After months and months of stalking this burger on Instagram all the way from State College and reading up on everything this little (but growing so fast!) food startup has been accomplishing, I finally had the chance to try the Impossible Burger from Impossible Foods this week. I took my sister with me to help me document the entire experience, and we went to Umami Burger in Palo Alto since they were serving the burger there. I have to admit, I was a little anxious about eating this burger because it’s not made for vegetarians specifically. It’s made for meat eaters, and the way this company is trying to convert meat eaters is by claiming that the impossible burger tastes (and cooks) just like a real beef burger because it “bleeds” BUT it’s all plant based! This doesn’t necessarily sound appetizing to me, but I had to give it a try because I’m so fascinated by this brand’s and company’s provenance. I think they’ve taken food, innovation and imitation meat to a whole new level. This burger apparently (I say apparently because I’ve never had beef) tastes, smells, and cooks like a real beef burger. It’s even PINK in the middle, and this color comes from a protein called heme (which is what makes blood taste like blood) that the company has produced using yeast by first isolating the gene that codes for the protein from the nodules of soybean plants. COOL, RIGHT?! Literally the future of food. Ok, now onto when I tried the burger…
So we walked into Umami Burger in PA (which looks like a library on the inside, SO strange, but really very cool), and on the menu, we see that there is a plate of sliders made with the impossible burger! I thought there could be no better way to try the burger since we would get three different little burgers with a variation in the toppings. The plate of sliders featured an impossible slider (caramelized onions, american cheese, miso-mustard, a house spread, dill pickles, lettuce, and tomato); a korean bbq slider (gochujang glaze, caramelized kimchi, sesame aioli, korean ketchup, scallion-cilantro spread); and a u-bbq slider (american cheese, umami bbq sauce, tempura serranos, and smoked salt onion rings). These three sliders on 1 plate were priced at $15, which seemed a little bit pricy to me, but the creative toppings made it totally worth it. My favorite was the korean bbq slider because the flavors were very vibrant and the whole thing was a little spicy, which I totally dig.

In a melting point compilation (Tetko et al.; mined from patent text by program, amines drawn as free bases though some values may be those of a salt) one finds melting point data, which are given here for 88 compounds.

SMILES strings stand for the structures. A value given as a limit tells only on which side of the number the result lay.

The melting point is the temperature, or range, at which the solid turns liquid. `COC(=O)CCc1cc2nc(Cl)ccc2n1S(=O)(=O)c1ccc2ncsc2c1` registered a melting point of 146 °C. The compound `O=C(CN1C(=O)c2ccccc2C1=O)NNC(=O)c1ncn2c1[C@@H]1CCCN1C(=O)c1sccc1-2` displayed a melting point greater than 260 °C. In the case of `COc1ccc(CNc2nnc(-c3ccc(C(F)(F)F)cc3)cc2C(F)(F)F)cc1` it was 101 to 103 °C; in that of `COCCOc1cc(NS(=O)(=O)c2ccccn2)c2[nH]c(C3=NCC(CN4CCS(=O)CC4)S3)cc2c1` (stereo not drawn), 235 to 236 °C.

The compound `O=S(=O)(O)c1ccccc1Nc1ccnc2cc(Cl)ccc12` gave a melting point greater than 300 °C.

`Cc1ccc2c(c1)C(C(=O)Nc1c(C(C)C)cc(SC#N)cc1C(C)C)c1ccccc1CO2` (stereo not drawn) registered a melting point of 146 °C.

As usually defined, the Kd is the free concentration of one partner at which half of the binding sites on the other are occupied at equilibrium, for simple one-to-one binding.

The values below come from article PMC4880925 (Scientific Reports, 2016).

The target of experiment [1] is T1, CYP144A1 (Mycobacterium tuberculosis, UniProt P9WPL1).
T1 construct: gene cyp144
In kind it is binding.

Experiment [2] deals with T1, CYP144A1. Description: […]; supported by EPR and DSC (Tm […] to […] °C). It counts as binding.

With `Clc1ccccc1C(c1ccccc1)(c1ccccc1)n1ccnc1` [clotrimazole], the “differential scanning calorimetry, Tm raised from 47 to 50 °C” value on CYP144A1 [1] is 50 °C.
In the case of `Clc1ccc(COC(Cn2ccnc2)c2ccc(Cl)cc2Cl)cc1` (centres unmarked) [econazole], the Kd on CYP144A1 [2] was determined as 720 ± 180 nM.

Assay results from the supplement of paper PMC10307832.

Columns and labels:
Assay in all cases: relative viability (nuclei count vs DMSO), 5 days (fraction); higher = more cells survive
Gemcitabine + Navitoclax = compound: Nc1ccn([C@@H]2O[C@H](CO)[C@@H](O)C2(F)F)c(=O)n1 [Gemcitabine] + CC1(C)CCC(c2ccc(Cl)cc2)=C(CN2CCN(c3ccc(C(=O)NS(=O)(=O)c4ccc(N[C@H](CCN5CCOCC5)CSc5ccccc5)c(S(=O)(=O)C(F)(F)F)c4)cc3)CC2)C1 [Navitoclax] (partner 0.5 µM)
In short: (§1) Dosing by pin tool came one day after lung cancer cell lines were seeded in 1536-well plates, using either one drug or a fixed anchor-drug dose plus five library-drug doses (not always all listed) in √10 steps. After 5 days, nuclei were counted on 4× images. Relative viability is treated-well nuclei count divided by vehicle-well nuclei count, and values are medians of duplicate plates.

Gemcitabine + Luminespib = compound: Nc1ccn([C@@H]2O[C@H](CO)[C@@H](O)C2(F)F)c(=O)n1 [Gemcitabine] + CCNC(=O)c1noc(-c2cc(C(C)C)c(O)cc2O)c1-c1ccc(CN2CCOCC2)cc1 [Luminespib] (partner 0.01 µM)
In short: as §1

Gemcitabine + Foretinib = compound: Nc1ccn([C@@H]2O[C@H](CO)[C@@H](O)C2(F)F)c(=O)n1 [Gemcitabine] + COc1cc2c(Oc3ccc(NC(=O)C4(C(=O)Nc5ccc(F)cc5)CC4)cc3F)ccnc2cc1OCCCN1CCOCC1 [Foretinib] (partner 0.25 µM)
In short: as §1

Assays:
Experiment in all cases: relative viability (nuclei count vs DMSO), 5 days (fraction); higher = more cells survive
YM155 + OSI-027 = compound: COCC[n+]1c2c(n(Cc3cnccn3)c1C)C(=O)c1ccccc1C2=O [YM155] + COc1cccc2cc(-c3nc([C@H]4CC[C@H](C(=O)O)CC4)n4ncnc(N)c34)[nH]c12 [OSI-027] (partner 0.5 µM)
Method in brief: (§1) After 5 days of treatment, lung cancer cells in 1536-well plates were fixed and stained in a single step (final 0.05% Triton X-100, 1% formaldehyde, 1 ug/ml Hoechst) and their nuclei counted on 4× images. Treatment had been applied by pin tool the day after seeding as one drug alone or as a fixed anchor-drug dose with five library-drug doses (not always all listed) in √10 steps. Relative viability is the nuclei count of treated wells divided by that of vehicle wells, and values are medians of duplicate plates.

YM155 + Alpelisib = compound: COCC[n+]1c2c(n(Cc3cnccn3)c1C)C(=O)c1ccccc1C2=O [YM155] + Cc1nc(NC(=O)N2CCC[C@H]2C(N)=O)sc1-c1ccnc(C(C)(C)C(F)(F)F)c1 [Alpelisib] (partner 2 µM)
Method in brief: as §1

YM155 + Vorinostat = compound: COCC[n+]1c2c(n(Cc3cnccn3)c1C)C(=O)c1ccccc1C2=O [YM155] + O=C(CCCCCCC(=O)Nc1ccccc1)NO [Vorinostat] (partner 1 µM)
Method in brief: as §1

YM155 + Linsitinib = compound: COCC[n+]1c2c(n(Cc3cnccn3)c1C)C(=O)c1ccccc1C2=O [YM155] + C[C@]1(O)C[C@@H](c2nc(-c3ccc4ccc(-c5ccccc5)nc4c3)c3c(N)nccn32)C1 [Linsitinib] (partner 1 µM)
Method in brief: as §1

Let’s talk about the taste: the burger was meaty, chewy, juicy, salty, and quite tasty. Before I bit into the burger, I had to convince myself that what I was about to eat was truly NOT meat because while I didn’t see any “blood” or any of the pinkness (thank god, that would have freaked me out I think) it definitely looked like meat. I wonder if beef burger eaters eat burgers for the beef or for the toppings, because for me, it was the creative toppings that made the burger so much more delicious. I want to try this burger again, but this time, I think I want one whole burger 🙂
I’m super excited for what’s ahead for Impossible Foods: they have a huge facility in Oakland that’s up and running to help ramp up production, and they’ve been spreading their burger all over the nation by partnering with larger chain restaurants such as Umami Burger and The Counter (though I really wonder why they haven’t made an appearance in grocery stores yet….maybe it’s supply/price point issues). They’ve also recently partnered with Postmates in LA so that you can order the burger straight to your home! While these are all great short term gains, it’s the company’s mission and purpose that are both truly incredible: they want to revolutionize they way people today consume meat by eliminating animals in meat production by 2035. This would mean fewer greenhouse gas emissions, more water and land saved, and the part that’s really important to me: less animals slaughtered while everyone is satisfied eating foods they love. I think some of the challenges this company faces really have to do with changing eating habits. Why should someone care about eating a plant based burger? Maybe sustainability isn’t important to them, or it is BUT they just can’t fathom a life without beef/animal meat. How Impossible Foods tackles these issues is going to be interesting and an uphill battle!
Have you tried the Impossible Burger yet? Let me know what you thought!